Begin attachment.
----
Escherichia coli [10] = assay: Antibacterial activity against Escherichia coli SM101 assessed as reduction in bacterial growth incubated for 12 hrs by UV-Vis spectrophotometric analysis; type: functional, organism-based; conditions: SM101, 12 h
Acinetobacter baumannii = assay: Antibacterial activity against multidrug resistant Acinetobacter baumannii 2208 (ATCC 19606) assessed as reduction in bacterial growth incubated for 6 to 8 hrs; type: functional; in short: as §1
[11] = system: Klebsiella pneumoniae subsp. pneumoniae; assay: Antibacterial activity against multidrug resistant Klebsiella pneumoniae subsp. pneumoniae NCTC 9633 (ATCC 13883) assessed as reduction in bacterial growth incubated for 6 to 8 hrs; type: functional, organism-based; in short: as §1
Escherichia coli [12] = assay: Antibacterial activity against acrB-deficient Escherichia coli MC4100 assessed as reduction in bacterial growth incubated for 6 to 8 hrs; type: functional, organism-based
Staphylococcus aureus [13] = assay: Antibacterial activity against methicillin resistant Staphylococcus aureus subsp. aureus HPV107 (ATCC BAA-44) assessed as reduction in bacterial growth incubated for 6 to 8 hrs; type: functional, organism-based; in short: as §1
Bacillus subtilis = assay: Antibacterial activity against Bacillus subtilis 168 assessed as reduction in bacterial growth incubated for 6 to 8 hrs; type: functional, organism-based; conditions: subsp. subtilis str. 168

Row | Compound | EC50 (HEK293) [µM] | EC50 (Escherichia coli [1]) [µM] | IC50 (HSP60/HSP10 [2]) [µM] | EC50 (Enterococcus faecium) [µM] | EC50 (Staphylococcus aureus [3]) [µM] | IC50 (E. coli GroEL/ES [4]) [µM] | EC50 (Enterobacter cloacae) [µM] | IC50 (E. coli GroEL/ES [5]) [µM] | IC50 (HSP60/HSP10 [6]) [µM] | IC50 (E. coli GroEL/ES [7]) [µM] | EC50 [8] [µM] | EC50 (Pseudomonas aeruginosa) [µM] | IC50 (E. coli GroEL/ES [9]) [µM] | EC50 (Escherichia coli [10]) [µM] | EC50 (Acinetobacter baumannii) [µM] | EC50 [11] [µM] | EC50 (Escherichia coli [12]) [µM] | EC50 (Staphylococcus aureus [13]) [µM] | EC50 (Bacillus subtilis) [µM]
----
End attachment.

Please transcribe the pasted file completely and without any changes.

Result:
Escherichia coli [10] = assay: Antibacterial activity against Escherichia coli SM101 assessed as reduction in bacterial growth incubated for 12 hrs by UV-Vis spectrophotometric analysis; type: functional, organism-based; conditions: SM101, 12 h
Acinetobacter baumannii = assay: Antibacterial activity against multidrug resistant Acinetobacter baumannii 2208 (ATCC 19606) assessed as reduction in bacterial growth incubated for 6 to 8 hrs; type: functional; in short: as §1
[11] = system: Klebsiella pneumoniae subsp. pneumoniae; assay: Antibacterial activity against multidrug resistant Klebsiella pneumoniae subsp. pneumoniae NCTC 9633 (ATCC 13883) assessed as reduction in bacterial growth incubated for 6 to 8 hrs; type: functional, organism-based; in short: as §1
Escherichia coli [12] = assay: Antibacterial activity against acrB-deficient Escherichia coli MC4100 assessed as reduction in bacterial growth incubated for 6 to 8 hrs; type: functional, organism-based
Staphylococcus aureus [13] = assay: Antibacterial activity against methicillin resistant Staphylococcus aureus subsp. aureus HPV107 (ATCC BAA-44) assessed as reduction in bacterial growth incubated for 6 to 8 hrs; type: functional, organism-based; in short: as §1
Bacillus subtilis = assay: Antibacterial activity against Bacillus subtilis 168 assessed as reduction in bacterial growth incubated for 6 to 8 hrs; type: functional, organism-based; conditions: subsp. subtilis str. 168

Row | Compound | EC50 (HEK293) [µM] | EC50 (Escherichia coli [1]) [µM] | IC50 (HSP60/HSP10 [2]) [µM] | EC50 (Enterococcus faecium) [µM] | EC50 (Staphylococcus aureus [3]) [µM] | IC50 (E. coli GroEL/ES [4]) [µM] | EC50 (Enterobacter cloacae) [µM] | IC50 (E. coli GroEL/ES [5]) [µM] | IC50 (HSP60/HSP10 [6]) [µM] | IC50 (E. coli GroEL/ES [7]) [µM] | EC50 [8] [µM] | EC50 (Pseudomonas aeruginosa) [µM] | IC50 (E. coli GroEL/ES [9]) [µM] | EC50 (Escherichia coli [10]) [µM] | EC50 (Acinetobacter baumannii) [µM] | EC50 [11] [µM] | EC50 (Escherichia coli [12]) [µM] | EC50 (Staphylococcus aureus [13]) [µM] | EC50 (Bacillus subtilis) [µM]